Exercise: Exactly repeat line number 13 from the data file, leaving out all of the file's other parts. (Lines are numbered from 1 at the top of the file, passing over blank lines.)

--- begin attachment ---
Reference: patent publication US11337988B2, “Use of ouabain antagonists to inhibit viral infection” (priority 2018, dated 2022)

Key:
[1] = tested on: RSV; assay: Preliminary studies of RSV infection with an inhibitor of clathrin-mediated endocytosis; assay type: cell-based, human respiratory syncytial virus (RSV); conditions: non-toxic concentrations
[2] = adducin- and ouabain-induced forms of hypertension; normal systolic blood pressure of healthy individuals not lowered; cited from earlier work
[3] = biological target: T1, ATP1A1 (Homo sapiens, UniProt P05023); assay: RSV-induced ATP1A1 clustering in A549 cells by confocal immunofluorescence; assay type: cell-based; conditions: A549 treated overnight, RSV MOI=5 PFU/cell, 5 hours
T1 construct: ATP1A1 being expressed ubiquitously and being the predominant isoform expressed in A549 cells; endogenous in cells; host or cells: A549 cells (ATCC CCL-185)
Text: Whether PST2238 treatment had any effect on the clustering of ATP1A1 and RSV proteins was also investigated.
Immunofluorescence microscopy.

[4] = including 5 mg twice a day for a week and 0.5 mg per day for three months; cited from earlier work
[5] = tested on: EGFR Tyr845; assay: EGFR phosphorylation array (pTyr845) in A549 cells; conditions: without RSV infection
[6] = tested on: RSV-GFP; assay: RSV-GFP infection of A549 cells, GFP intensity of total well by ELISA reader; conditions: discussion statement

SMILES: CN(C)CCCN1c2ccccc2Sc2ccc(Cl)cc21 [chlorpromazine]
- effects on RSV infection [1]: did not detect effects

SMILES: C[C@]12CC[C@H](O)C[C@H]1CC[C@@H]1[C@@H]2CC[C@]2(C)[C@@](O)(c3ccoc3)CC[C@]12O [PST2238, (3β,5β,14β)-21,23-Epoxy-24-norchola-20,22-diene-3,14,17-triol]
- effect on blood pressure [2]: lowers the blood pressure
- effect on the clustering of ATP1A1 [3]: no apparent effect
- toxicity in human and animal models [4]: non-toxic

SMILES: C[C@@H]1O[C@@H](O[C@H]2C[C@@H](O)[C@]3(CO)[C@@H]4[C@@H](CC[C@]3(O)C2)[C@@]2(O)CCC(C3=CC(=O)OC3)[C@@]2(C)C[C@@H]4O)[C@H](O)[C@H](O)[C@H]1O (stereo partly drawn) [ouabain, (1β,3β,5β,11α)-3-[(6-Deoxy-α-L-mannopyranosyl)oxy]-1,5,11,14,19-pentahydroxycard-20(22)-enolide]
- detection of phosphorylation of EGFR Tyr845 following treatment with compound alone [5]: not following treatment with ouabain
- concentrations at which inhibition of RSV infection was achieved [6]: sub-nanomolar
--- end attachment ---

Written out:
- effects on RSV infection [1]: did not detect effects